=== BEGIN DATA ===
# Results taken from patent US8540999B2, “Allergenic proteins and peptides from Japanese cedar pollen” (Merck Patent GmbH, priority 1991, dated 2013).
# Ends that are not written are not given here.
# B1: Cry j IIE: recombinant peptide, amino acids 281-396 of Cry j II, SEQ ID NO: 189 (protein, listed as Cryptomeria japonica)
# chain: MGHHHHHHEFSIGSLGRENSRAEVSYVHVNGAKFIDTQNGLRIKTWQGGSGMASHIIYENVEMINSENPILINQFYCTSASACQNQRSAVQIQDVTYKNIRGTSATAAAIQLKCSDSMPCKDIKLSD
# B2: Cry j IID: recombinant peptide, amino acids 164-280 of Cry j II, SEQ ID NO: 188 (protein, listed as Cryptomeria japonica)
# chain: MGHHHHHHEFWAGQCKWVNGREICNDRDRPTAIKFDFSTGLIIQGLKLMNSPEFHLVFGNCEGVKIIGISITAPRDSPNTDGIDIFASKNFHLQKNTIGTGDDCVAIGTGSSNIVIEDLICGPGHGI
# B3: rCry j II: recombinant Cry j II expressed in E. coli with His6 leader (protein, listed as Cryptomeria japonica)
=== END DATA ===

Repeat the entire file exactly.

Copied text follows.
# Results taken from patent US8540999B2, “Allergenic proteins and peptides from Japanese cedar pollen” (Merck Patent GmbH, priority 1991, dated 2013).
# Ends that are not written are not given here.
# B1: Cry j IIE: recombinant peptide, amino acids 281-396 of Cry j II, SEQ ID NO: 189 (protein, listed as Cryptomeria japonica)
# chain: MGHHHHHHEFSIGSLGRENSRAEVSYVHVNGAKFIDTQNGLRIKTWQGGSGMASHIIYENVEMINSENPILINQFYCTSASACQNQRSAVQIQDVTYKNIRGTSATAAAIQLKCSDSMPCKDIKLSD
# B2: Cry j IID: recombinant peptide, amino acids 164-280 of Cry j II, SEQ ID NO: 188 (protein, listed as Cryptomeria japonica)
# chain: MGHHHHHHEFWAGQCKWVNGREICNDRDRPTAIKFDFSTGLIIQGLKLMNSPEFHLVFGNCEGVKIIGISITAPRDSPNTDGIDIFASKNFHLQKNTIGTGDDCVAIGTGSSNIVIEDLICGPGHGI
# B3: rCry j II: recombinant Cry j II expressed in E. coli with His6 leader (protein, listed as Cryptomeria japonica)